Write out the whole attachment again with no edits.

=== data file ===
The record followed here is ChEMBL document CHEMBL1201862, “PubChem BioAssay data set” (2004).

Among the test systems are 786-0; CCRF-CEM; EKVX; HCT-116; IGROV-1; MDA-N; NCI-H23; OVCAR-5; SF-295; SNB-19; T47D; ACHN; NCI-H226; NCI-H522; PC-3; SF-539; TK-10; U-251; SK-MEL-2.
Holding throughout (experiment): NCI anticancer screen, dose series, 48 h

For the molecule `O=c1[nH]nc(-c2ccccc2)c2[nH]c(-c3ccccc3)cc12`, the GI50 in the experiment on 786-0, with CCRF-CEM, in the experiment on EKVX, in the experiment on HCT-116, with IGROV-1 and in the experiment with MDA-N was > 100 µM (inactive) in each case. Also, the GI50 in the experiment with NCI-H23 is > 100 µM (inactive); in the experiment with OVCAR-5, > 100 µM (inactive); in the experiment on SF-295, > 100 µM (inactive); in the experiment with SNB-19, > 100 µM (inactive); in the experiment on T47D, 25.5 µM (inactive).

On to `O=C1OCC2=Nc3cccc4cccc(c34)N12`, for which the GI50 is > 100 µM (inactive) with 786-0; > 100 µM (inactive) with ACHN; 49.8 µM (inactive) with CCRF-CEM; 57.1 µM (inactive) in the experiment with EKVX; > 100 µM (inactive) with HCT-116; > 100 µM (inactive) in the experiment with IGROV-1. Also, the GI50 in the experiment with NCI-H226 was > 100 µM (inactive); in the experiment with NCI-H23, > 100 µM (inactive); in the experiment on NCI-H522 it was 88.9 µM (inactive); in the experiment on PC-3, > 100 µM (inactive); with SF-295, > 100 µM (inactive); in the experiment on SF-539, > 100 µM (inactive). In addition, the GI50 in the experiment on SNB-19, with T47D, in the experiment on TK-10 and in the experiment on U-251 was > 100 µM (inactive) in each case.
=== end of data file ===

The record followed here is ChEMBL document CHEMBL1201862, “PubChem BioAssay data set” (2004).

Among the test systems are 786-0; CCRF-CEM; EKVX; HCT-116; IGROV-1; MDA-N; NCI-H23; OVCAR-5; SF-295; SNB-19; T47D; ACHN; NCI-H226; NCI-H522; PC-3; SF-539; TK-10; U-251; SK-MEL-2.
Holding throughout (experiment): NCI anticancer screen, dose series, 48 h

For the molecule `O=c1[nH]nc(-c2ccccc2)c2[nH]c(-c3ccccc3)cc12`, the GI50 in the experiment on 786-0, with CCRF-CEM, in the experiment on EKVX, in the experiment on HCT-116, with IGROV-1 and in the experiment with MDA-N was > 100 µM (inactive) in each case. Also, the GI50 in the experiment with NCI-H23 is > 100 µM (inactive); in the experiment with OVCAR-5, > 100 µM (inactive); in the experiment on SF-295, > 100 µM (inactive); in the experiment with SNB-19, > 100 µM (inactive); in the experiment on T47D, 25.5 µM (inactive).

On to `O=C1OCC2=Nc3cccc4cccc(c34)N12`, for which the GI50 is > 100 µM (inactive) with 786-0; > 100 µM (inactive) with ACHN; 49.8 µM (inactive) with CCRF-CEM; 57.1 µM (inactive) in the experiment with EKVX; > 100 µM (inactive) with HCT-116; > 100 µM (inactive) in the experiment with IGROV-1. Also, the GI50 in the experiment with NCI-H226 was > 100 µM (inactive); in the experiment with NCI-H23, > 100 µM (inactive); in the experiment on NCI-H522 it was 88.9 µM (inactive); in the experiment on PC-3, > 100 µM (inactive); with SF-295, > 100 µM (inactive); in the experiment on SF-539, > 100 µM (inactive). In addition, the GI50 in the experiment on SNB-19, with T47D, in the experiment on TK-10 and in the experiment on U-251 was > 100 µM (inactive) in each case.